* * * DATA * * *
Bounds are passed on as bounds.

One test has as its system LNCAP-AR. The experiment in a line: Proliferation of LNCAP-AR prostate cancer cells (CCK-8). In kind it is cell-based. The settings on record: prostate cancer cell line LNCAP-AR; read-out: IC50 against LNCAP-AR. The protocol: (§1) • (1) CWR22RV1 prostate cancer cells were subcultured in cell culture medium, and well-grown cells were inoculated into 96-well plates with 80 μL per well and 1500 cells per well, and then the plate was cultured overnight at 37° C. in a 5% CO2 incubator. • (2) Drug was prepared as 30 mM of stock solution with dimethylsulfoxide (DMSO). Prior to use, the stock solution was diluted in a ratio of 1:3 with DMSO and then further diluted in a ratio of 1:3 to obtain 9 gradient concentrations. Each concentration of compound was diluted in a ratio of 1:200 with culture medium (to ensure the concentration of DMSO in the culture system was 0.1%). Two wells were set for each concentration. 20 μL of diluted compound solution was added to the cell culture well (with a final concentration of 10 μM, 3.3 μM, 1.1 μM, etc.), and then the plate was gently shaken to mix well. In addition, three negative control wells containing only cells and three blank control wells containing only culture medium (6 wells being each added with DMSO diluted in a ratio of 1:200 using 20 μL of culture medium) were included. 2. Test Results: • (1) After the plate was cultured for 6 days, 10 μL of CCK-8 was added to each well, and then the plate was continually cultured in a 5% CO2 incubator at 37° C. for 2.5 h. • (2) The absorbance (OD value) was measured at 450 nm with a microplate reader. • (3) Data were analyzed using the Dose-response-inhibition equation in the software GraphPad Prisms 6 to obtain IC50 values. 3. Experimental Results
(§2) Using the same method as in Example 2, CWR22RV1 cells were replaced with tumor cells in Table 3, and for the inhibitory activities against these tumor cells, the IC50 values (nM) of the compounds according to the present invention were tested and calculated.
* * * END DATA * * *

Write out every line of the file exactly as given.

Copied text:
Bounds are passed on as bounds.

One test has as its system LNCAP-AR. The experiment in a line: Proliferation of LNCAP-AR prostate cancer cells (CCK-8). In kind it is cell-based. The settings on record: prostate cancer cell line LNCAP-AR; read-out: IC50 against LNCAP-AR. The protocol: (§1) • (1) CWR22RV1 prostate cancer cells were subcultured in cell culture medium, and well-grown cells were inoculated into 96-well plates with 80 μL per well and 1500 cells per well, and then the plate was cultured overnight at 37° C. in a 5% CO2 incubator. • (2) Drug was prepared as 30 mM of stock solution with dimethylsulfoxide (DMSO). Prior to use, the stock solution was diluted in a ratio of 1:3 with DMSO and then further diluted in a ratio of 1:3 to obtain 9 gradient concentrations. Each concentration of compound was diluted in a ratio of 1:200 with culture medium (to ensure the concentration of DMSO in the culture system was 0.1%). Two wells were set for each concentration. 20 μL of diluted compound solution was added to the cell culture well (with a final concentration of 10 μM, 3.3 μM, 1.1 μM, etc.), and then the plate was gently shaken to mix well. In addition, three negative control wells containing only cells and three blank control wells containing only culture medium (6 wells being each added with DMSO diluted in a ratio of 1:200 using 20 μL of culture medium) were included. 2. Test Results: • (1) After the plate was cultured for 6 days, 10 μL of CCK-8 was added to each well, and then the plate was continually cultured in a 5% CO2 incubator at 37° C. for 2.5 h. • (2) The absorbance (OD value) was measured at 450 nm with a microplate reader. • (3) Data were analyzed using the Dose-response-inhibition equation in the software GraphPad Prisms 6 to obtain IC50 values. 3. Experimental Results
(§2) Using the same method as in Example 2, CWR22RV1 cells were replaced with tumor cells in Table 3, and for the inhibitory activities against these tumor cells, the IC50 values (nM) of the compounds according to the present invention were tested and calculated.